Hundreds held hands, lit candles and shed tears on Thursday evening for the two victims of Saturday's deadly shooting at the Mall in Columbia.
COLUMBIA, Md. – Hundreds held hands, lit candles and shed tears on Thursday evening for the two victims of Saturday’s deadly shooting at the Mall in Columbia.
Mourners gathered around a flowerful memorial outside the mall as religious leaders said prayers and encouraged strength among attendees in memory of 21-year-old Brianna Benlolo and 25-year-old Tyler Johnson.
Police say the two were killed at the hands of Darion Aguilar before Aguilar took his own life outside the Zumiez store where the victims worked. Police say there was no connection between Aguilar and his victims.
“Whenever young people are struck down, it strikes each of us,”said Rabbi Susan Grossman of Beth Shalom Congregation.
Patric Centorbi was a friend of Benlolo’s and told the crowd she was an amazing person and a loving mother to her young son. “She always managed to brighten my day whenever she would come by my store, keep me company on breaks,” Centorbi said.
Over the past few years, Johnson had kicked a drug addiction and gotten his life back on track. Joan Webb Scornaienchi, the Executive Director of HC DrugFree, said she witnessed Johnson’s transformation and his desire to help others struggling. “Tyler’s life was dedicated to helping others any hour of the night or day, and really looking out for everyone,” Scornaienchi said.
Scornaienchi attended Johnson’s funeral earlier in the day and delivered a message to the crowd from Tyler’s father on behalf of the family: “The outpouring of love has just been overwhelming and he hopes it continues throughout the community.”
After the speakers concluded, one by one candles were lit and a moment of silence was taken.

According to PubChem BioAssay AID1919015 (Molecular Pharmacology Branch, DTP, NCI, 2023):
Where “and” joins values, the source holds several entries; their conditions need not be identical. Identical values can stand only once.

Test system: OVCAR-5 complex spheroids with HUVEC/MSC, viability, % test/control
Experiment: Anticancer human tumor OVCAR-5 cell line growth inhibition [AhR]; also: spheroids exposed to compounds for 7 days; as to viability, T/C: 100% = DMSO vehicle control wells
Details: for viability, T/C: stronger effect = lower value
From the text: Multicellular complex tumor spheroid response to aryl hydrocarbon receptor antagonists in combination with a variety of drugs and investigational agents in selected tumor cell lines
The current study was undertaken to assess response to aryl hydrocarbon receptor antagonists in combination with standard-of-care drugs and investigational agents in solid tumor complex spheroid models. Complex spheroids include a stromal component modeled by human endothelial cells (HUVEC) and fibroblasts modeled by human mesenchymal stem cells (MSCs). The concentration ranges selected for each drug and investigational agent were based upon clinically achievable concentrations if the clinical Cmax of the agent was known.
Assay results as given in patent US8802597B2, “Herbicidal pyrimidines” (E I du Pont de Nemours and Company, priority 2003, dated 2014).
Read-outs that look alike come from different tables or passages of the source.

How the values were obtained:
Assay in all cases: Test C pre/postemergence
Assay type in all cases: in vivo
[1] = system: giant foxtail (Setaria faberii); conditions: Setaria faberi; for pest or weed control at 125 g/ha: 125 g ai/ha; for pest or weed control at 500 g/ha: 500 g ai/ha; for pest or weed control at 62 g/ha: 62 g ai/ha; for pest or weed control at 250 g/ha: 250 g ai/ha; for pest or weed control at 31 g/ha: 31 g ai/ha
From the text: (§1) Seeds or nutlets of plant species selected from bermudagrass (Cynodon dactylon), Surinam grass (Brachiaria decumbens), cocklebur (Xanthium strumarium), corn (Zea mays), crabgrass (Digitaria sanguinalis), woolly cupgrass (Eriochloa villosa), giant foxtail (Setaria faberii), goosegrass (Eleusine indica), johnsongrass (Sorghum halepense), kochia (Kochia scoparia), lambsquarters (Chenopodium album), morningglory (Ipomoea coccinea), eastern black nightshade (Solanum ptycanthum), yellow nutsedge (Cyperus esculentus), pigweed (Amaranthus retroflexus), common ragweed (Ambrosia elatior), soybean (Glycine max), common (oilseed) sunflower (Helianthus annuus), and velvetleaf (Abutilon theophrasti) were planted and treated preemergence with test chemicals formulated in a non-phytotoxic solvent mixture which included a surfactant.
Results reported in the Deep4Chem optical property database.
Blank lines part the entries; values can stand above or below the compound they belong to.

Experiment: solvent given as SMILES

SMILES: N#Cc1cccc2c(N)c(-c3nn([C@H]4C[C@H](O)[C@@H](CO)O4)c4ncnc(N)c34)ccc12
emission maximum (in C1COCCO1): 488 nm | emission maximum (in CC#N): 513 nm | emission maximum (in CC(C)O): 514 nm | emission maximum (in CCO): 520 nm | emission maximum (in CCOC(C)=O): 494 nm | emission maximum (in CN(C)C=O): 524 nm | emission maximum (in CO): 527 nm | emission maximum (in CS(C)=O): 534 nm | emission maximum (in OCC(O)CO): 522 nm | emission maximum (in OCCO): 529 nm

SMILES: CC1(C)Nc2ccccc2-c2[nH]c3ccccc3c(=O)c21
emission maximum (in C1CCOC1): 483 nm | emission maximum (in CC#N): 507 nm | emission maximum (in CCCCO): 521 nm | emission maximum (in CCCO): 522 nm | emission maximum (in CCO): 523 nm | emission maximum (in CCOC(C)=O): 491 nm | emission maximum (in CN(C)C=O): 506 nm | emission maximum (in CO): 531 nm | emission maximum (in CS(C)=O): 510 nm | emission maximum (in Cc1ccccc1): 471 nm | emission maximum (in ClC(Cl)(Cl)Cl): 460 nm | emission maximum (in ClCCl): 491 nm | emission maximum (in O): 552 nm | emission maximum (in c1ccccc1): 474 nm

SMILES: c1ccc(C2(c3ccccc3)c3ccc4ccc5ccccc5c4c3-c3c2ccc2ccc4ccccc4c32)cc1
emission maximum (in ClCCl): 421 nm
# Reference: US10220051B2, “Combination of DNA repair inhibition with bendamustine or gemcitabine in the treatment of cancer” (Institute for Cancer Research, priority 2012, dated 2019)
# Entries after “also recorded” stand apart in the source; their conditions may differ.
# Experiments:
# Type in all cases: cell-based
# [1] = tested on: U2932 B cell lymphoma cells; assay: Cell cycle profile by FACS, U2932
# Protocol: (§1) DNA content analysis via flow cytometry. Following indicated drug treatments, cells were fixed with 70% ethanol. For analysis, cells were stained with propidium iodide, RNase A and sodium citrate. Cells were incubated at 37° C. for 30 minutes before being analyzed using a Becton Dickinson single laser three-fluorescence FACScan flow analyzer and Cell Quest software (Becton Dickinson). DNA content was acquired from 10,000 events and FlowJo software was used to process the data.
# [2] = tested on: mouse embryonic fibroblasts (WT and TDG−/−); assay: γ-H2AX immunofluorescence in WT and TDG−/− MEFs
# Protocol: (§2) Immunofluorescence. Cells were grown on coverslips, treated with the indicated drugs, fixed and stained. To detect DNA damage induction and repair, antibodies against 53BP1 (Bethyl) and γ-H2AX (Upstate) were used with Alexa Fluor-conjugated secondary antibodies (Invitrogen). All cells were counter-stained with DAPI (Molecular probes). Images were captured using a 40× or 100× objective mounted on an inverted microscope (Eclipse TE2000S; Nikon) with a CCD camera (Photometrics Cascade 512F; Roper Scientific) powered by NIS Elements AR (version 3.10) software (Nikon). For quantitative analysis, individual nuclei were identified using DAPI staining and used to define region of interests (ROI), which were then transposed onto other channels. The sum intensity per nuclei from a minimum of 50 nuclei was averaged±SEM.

Alex Linebloc, of Cheverly, Md., worked at the mall and recalled the shock of learning his friend Brianna was one of the victims. “Once the names were released,” he says, “it broke me.”
Linebloc works at the mall and remembers that “whenever I would go into her store, she’d always keep me happy. If I was in a bad mood, she’d always boost my spirits.”
Rosmarie Churchwell came out with her daughter Cheyene; her nephew was good friends with Johnson. “I have teenage children, and my daughter spent a great deal of time at the mall,” Churchwell said.
Cheyene says she is still nervous about entering the mall. “I was afraid to know who it was because I am friends of most of the people who work there.” Of Benlolo, she says, “She was an all around caring, nice person.”
But mother and daughter entered the store together after the vigil.
“We’re gonna go in, and we’re gonna show people that we’re not going to let this change who we are or our neighborhood, or how we shop and how we interact with the people in our community,” Rosemarie Churchwell said.
Others in attendance are not at that point. Courtney Harris, of Columbia, works at a candy store in the mall and is not sure whether she can set foot in the building again. “I did feel safe before but now I am just not so sure,” she said.”I am not sure if I want to come back here and work, actually.”